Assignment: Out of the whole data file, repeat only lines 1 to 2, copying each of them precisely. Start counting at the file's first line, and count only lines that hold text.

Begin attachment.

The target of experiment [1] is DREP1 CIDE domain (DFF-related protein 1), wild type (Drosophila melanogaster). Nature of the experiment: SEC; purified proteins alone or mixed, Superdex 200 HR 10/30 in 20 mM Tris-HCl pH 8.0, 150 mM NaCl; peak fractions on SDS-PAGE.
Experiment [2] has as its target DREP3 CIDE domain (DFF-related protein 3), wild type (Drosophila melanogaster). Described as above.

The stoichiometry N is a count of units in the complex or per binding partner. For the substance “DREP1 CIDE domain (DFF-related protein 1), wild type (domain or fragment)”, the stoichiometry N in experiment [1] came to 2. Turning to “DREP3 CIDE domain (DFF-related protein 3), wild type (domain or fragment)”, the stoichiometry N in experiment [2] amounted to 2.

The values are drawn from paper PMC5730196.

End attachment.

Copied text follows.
The target of experiment [1] is DREP1 CIDE domain (DFF-related protein 1), wild type (Drosophila melanogaster). Nature of the experiment: SEC; purified proteins alone or mixed, Superdex 200 HR 10/30 in 20 mM Tris-HCl pH 8.0, 150 mM NaCl; peak fractions on SDS-PAGE.
Experiment [2] has as its target DREP3 CIDE domain (DFF-related protein 3), wild type (Drosophila melanogaster). Described as above.